“What do you think of our scorecard?” asked Phil (not his real name), the CEO of the main roads department of a large Australian state. Phil had emailed me his organization’s scorecard of 29 key performance indicators (KPIs) to review ahead of a workshop I was to run for them. Unfortunately, I could see that, aside from being on the long side, the list was skewed and biased, with large holes that would leave the department vulnerable to underperformance in critical areas.
Structure Is Primary
To answer Phil’s query, I started with this fundamental question: Does the scorecard follow a key stakeholder structure?
Organizations operate in environments defined by their key stakeholders. Consider a Hilton hotel: its key stakeholders are customers, suppliers, employees, the holding company, and the community in which it operates. The Hilton will only do well if it has strong relationships with all these stakeholders. If it has poor relations with its employees, it will struggle to deliver satisfactory service and to prosper. If it has poor relations with its customers, it won’t be long before the business goes belly up. In fact, an organization is only as strong as its weakest link within its group of key stakeholders. That’s why I tell clients that “measuring performance is measuring relationships.”
Applying the Test
So how did Phil’s department’s scorecard do? Not very well. What the executive team had done was to break the organization into six programs. Here are three examples: road safety program, road efficiency program, road maintenance program. No mention of stakeholders. So, who are the key stakeholders of a main roads department?
I happened to know the answer, since I had worked with an executive team in an identical organization in another state on the very same exercise. Here’s the result: road users, local government, affected community, service providers, central agencies, and employees.
Let me explain each briefly. Road users includes an array of people and organizations, from cyclists to trucking companies. Local government refers to councils whose cooperation is essential to building the road system across the state. Affected community refers to landowners adjacent to any road expansion whose property might be infringed upon. Service providers covers a range of groups, most notably contractors who build the roads. Central agencies refers to other government entities on which main roads might depend (for example, the state treasury) for funding. Employees refers to paid staff.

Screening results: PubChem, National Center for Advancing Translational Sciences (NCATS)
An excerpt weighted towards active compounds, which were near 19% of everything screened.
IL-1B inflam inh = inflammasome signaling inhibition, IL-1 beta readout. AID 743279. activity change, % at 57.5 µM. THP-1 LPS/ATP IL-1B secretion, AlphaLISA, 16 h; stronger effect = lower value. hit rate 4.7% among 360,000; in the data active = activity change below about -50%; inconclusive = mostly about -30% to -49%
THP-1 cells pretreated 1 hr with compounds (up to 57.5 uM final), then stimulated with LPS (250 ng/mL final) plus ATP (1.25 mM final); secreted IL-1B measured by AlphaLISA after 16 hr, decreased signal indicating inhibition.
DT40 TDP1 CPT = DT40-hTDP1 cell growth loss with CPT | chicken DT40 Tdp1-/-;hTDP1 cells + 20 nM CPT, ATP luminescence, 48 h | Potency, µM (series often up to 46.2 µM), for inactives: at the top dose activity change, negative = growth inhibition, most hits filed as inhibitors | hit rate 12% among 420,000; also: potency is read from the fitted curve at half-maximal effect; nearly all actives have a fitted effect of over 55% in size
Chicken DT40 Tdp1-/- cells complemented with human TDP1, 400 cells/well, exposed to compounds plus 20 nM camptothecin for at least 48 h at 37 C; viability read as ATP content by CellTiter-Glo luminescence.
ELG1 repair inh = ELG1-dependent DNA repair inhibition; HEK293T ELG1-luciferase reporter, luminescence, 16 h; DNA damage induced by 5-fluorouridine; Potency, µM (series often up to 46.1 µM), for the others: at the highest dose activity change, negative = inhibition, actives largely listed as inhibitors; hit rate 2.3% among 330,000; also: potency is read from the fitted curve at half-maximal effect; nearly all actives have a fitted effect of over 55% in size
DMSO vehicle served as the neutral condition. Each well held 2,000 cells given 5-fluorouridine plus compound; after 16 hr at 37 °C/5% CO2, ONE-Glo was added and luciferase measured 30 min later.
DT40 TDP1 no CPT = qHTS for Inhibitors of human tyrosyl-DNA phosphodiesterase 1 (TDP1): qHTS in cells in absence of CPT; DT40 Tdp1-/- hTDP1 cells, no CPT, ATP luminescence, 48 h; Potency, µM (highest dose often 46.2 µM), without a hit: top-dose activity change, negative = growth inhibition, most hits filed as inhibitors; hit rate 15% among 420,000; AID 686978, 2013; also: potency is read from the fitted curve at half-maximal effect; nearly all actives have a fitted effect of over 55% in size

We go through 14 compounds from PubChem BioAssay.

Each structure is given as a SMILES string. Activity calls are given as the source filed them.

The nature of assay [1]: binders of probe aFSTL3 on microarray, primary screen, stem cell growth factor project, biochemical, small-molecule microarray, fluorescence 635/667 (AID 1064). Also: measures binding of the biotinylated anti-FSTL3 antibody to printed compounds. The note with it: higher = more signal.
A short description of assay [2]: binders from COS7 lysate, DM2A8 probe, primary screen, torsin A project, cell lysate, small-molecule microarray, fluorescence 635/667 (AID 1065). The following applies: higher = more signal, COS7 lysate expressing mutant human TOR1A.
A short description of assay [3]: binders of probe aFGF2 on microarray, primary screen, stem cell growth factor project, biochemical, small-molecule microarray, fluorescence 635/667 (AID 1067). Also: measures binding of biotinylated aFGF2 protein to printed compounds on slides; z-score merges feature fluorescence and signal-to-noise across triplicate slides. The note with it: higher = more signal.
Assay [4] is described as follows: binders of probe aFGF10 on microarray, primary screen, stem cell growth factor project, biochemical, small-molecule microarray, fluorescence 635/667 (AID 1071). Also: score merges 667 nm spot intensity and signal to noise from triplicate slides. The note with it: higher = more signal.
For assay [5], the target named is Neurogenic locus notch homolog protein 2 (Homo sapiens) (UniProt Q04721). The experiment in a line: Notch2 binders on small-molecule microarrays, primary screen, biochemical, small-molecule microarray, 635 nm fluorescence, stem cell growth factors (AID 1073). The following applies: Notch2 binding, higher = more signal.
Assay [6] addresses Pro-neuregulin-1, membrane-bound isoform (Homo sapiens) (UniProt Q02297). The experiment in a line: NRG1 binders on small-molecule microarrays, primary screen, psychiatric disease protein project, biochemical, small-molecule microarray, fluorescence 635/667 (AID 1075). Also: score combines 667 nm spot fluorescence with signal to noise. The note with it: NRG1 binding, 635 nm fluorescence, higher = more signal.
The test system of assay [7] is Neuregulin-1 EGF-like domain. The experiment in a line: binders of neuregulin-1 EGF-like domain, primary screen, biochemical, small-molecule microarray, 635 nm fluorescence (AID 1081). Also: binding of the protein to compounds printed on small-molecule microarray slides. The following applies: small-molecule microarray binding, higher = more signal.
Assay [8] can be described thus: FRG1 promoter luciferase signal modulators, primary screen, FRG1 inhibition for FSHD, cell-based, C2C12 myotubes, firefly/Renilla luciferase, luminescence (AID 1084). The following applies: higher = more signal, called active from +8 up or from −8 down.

Note the Impact
I categorized the main roads department’s 29 KPIs against the six key stakeholders and came up with startling results.
Sixteen of the KPIs related to one stakeholder: road users. These quite rightly referred to road safety, satisfaction with the road network, measures of a smooth road-travel experience, and figures around road maintenance. Ten KPIs referred to service providers in terms of contracts finished on time and on budget. Three related to central agencies and were concerned with the effective use of funds; for example, one of these KPIs was “average $ cost of network maintenance per lane kilometer of road network.” There were no KPIs for three key stakeholder groups: local government, affected community, and employees.
Here was an organization with nearly 7,000 staff but none of its 29 KPIs related to employee satisfaction, safety, turnover, productivity, or innovation. This was not a good sign for the workforce, nor did it reflect positively on the way the CEO and the executive team thought about the organization. And why didn’t local government and affected community rate a mention? If the department alienated these stakeholders, it risked a serious political fallout.
So, what should Phil and his main roads group (and you) do instead?
Create the Scorecard
The first step, clearly, is to identify the key stakeholders of your organization or strategic business unit. Understand that your relationship with each is a two-way street, then develop measures on both sides of those relationships. In the case of employees of the main roads department, you’d choose measures of what the group wants from them, such as productivity (employee turnover is often a proxy here) and innovation. In the case of customers of the Hilton hotel, you’d choose measures of what is desired from them, such as revenue and profit margin.
On the other side of relationship, look for the factors that make your organization competitive from the stakeholder’s perspective. For employees at the main roads department, factors such as physical working conditions, pay, safety, and organizational culture matter. Hilton customers might rate the group on customer service, price, and facility quality. Look for both subjective and objective measures in all cases.
Of course, this approach yields a great many measures, but you can winnow down to the most important from that long list, knowing that you have been far more strategic in identifying them and that no important KPI has been missed.
At the main roads department, I organized the 42 managers participating into groups focused on each of the six stakeholders we had identified, and they came up with an initial list of around 30 measures per stakeholder, for a total of around 180. At that point, the baton was passed to the executive team (12 people) who selected just two or three per stakeholder group to end up with a balanced list of 17 KPIs.
If you truly care about tracking the metrics critical to your group or organization’s success, I would recommend doing the same exercise.
Copyright 2020 Harvard Business School Publishing. All rights reserved. From https://hbr.org. By Graham Kenny.